Legislators from both sides of the aisle were ready to comment on the Mississippi governor’s speech. In true political fashion, reactions were mixed.
"We know what his agenda is. Thought the governor did a great job of delivering it," said Republican Sen. Terry Brown, Senate President Pro Tempore.
"It was a typical speech for a conservative governor," said Rep. Steve Holland, a Democrat.
The governor outlined an education reform package but also tied jobs into the discussion.
"If we don't create another workforce for the future we won't get those new programs as they come in," said Gov. Phil Bryant.
That idea of using education to strengthen economic development is one Democrats were also ready to back, even if their ideas on the specifics of education reform differ.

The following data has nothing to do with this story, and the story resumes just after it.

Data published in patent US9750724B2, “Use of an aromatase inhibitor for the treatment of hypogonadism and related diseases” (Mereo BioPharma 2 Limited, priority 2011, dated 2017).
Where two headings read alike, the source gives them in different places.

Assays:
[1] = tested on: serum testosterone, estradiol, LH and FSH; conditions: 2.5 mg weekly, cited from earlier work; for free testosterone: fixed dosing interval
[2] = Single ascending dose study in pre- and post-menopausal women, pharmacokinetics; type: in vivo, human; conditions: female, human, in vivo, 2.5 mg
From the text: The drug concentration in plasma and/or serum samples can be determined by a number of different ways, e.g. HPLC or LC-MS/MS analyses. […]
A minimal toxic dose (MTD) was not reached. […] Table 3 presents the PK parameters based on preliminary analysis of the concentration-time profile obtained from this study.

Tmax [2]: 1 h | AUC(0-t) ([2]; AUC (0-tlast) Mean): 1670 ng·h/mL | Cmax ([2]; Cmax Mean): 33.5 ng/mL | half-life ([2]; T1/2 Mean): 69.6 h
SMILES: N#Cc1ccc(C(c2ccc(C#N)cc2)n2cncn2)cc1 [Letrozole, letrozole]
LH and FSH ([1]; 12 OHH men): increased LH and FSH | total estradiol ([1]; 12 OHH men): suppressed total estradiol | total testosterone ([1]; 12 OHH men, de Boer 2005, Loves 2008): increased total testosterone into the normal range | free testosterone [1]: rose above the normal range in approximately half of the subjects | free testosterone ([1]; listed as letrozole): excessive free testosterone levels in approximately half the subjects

"You have to have education if you plan to do some tremendous economic development and that's what Mississippi needs. They need to go full force to get the economic development on par with some other states," said Democrat Rep. Credell Calhoun.
Job creation took center stage with the announcement of 60 new jobs with Ashley Furniture in north Mississippi.
"What I was impressed about is just in his short tenure last year and this year how many jobs have been created, how much business investment has come in. That's very impressive," said Brown.
Still, one of the sticking points of the speech for Democrats was Medicaid.
"He needs to expand Medicaid if he really wants to get serious about medicine in the state and creating jobs. The way to do it is to expand Medicaid. Nine thousand new jobs," said Holland.
Both Republicans and Democrats say they're ready to get to work on the governor's agenda, debates and all.
Another issue that's still a hot topic this session is charter schools. After the speech, Democrats said they're ready to challenge the governor and Republican leadership's ideas on the reform.